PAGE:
Former Bill Clinton, the man who unwittingly carried out his promise for a “New Middle East,” worked as a paid lobbyist to pressure Israel against increasing taxes on natural gas from huge off-shore energy fields, former Finance Minister Yuval Steinitz revealed.
Clinton’s wealth is estimated at well over $55 million, making him the richest living president, but no one knows better than him that “enough is never enough,” especially when it comes to “helping” Israel.
One of his most famous “accomplishments” as president was to engineer the signing of the Oslo Accords, with a grinning Yasser Arafat and Yitzchak Rabin at his side on the White House lawn. Clinton promised a “new Middle East,” and we got one when the Oslo Accords literally exploded in Israel’s face in 2002.
Clinton has not given up his version of helping Israel while making pocket money to boot.
Israel has the wonderful problem of figuring out how much to tax the gigantic natural gas pumped from discoveries off the Mediterranean Coast. The energy fields will bring billions of dollars in profits for energy companies, and the government wants a share of the natural wealth.
As Finance Minister, Steinitz proposed raising taxes on companies that developed the natural resources. The energy firms still would be left with envious profits but wanted to stop the tax hike, a reasonable objective for any company.
Clinton’s agreement to be its front-man raises serious questions about the ethics of a former president lobbying a foreign country.
“Pressure [against the tax hike] began from the White House,” Steinitz told the Hebrew language Maariv newspaper.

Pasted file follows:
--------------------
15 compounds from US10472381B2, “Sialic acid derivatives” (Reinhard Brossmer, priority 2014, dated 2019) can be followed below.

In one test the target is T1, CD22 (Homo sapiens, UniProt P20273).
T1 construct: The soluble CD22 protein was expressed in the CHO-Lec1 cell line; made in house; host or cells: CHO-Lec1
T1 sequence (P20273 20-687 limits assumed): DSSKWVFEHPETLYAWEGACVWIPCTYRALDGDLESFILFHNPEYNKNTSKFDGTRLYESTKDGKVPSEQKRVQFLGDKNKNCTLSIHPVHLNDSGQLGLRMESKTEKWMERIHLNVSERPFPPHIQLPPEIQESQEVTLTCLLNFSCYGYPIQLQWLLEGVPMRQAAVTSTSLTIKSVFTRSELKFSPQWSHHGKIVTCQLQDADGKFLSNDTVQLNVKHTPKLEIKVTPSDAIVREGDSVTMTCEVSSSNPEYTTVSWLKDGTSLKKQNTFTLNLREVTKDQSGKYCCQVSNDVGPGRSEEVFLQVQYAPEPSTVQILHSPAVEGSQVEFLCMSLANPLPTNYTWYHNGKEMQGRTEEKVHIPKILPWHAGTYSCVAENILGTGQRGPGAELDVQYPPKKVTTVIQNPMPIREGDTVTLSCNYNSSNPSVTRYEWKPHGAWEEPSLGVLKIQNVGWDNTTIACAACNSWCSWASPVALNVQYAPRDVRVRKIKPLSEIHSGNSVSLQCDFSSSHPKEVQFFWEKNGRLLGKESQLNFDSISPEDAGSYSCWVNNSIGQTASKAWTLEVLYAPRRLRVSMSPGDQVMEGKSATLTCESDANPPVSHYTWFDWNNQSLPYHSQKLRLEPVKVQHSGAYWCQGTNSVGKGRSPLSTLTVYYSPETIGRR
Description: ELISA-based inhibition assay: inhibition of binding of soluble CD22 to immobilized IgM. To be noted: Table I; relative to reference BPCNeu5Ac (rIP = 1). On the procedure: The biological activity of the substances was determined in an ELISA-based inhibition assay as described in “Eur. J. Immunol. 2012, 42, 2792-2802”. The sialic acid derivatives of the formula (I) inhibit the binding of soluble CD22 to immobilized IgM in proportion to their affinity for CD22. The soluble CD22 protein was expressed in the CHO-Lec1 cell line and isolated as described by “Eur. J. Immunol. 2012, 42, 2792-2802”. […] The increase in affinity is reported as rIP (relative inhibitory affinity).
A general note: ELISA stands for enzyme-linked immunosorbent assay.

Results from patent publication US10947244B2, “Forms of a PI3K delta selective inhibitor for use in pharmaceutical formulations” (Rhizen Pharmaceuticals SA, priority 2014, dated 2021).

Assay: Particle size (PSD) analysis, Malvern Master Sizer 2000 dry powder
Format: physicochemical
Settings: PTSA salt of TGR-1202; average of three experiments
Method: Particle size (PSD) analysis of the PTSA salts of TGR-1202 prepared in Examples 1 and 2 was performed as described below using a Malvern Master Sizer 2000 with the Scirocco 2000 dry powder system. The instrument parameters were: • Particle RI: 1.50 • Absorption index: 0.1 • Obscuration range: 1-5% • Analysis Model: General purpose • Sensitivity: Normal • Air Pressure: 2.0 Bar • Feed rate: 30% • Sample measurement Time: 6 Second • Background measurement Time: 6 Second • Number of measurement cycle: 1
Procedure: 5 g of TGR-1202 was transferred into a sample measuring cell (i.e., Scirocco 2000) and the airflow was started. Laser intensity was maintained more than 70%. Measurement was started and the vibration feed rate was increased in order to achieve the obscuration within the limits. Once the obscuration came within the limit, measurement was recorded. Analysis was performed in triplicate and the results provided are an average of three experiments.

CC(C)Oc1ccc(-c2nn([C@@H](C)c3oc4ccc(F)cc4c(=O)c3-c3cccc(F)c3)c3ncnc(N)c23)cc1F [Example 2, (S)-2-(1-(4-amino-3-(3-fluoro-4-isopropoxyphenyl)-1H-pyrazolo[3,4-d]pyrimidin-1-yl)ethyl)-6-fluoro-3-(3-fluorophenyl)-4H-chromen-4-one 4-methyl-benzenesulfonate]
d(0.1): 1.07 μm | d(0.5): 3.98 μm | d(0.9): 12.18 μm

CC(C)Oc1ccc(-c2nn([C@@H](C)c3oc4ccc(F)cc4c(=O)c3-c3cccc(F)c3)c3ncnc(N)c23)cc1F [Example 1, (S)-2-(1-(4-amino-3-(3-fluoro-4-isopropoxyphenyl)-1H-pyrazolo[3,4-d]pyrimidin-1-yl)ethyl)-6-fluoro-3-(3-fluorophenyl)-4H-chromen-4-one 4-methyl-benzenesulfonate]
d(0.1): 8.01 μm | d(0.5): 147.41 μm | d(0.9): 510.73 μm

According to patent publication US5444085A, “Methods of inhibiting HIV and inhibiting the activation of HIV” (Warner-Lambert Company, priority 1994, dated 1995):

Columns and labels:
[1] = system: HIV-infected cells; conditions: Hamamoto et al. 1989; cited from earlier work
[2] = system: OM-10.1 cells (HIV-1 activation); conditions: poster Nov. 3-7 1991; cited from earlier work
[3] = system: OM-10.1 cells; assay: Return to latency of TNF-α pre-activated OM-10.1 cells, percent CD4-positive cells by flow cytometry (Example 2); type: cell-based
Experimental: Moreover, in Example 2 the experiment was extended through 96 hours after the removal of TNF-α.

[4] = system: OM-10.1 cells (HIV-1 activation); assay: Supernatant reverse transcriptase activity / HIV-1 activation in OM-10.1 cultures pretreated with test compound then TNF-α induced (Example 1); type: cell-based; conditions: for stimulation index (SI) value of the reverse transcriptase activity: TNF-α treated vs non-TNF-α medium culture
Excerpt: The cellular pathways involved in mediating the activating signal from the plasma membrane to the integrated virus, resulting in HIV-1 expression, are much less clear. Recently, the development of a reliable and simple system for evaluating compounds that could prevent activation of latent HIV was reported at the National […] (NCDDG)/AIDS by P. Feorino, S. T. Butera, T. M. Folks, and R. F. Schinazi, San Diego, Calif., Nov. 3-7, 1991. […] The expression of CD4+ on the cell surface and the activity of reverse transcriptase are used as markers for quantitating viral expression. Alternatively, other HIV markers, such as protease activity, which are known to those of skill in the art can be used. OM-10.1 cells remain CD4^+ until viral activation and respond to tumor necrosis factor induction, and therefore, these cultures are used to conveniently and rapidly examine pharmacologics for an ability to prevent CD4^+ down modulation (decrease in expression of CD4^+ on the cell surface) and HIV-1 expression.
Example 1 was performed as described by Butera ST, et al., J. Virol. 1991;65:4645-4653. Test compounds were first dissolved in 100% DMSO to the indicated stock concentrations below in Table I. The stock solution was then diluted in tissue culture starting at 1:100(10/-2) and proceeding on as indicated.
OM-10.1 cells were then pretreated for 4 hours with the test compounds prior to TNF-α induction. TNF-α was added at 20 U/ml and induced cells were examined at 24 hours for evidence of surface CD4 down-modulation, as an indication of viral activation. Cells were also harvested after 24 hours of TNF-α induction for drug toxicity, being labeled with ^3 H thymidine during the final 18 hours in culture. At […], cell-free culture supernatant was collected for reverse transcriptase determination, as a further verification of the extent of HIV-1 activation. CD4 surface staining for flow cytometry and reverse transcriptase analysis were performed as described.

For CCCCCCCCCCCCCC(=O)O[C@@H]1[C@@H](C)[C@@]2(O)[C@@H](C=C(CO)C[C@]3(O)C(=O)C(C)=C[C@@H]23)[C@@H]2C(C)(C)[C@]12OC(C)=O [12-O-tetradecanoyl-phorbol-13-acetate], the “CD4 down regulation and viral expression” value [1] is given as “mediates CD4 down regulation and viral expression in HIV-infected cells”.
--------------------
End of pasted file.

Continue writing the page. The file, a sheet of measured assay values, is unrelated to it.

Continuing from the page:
“The energy companies hired American lobbyists, including former President Bill Clinton, who sent letters and had discussions to dismantle the Shashinsky Commission,” which examined the natural gas issue, “and to stop the tax law.”
“Members of the U.S. Congress asked me for clarifications,” Steinitz said. “We began to feel a sense of pressure, as if we were doing something impeachable to commercial ties between the two countries. I tried to explain that we are among the countries earning the lowest rates from natural gas and petrol, that we get nothing and that the citizens of Israel have as much moral right to profit from public resources as do private companies.”
The Shashinsky recommendations for a tax increase in November 2010, and the pressure decreased, apparently under orders of President Barack Obama.
No one has accused Clinton of doing anything illegal, but the ethics of the former president’s polices and accumulation of wealth following his terms of office deserve examination.
“Between 1997 and 2003 …You went from a period, a regime, where people did have at least some concern about going to jail, to a point where everything is legal. …Looking back I would say that this period definitely started under Clinton,” said Charles Ferguson, whose documentary film Inside Job in 2010 won an Academy Award.
Clinton certainly did not have to lobby against Israel for lack of money.
“I never had any money until I got out of the White House, you know, but I’ve done reasonably well since then,” Clinton has said in an understatement that would be laughable if not true.
“Reasonably well?” Let’s check.
As a lame duck president in December 2000, Clinton signed into law the Commodities Futures Modernization Act, which ensured that derivatives could not be regulated. Two months later, shortly after leaving the White House, Clinton received $125,000 from Morgan Stanley for a speech Clinton he delivered to the company in New York City. A few weeks later, Credit Suisse also hired Clinton for a speech, at a $125,000 speaking fee, according to the NakedCapitalism.com website.
“It’s not a coincidence that deregulation accelerated in the late 1990s, as Clinton and his whole team began thinking about their post-Presidential prospects,” the site added.
If Clinton was only somewhat rich man before becoming president, he has more than made up for lost change.
In the decade after the end of his second term, he pocketed nearly $10 million for speaking fees. That comes out to a lot more than his hourly wage as president.
And who paid for the privilege of hearing his wisdom?
Citigroup: $250,000; Deutsche Bank, $150,000; Goldman Sachs, $300,000 for two speeches, and that is only three coins in the fountain.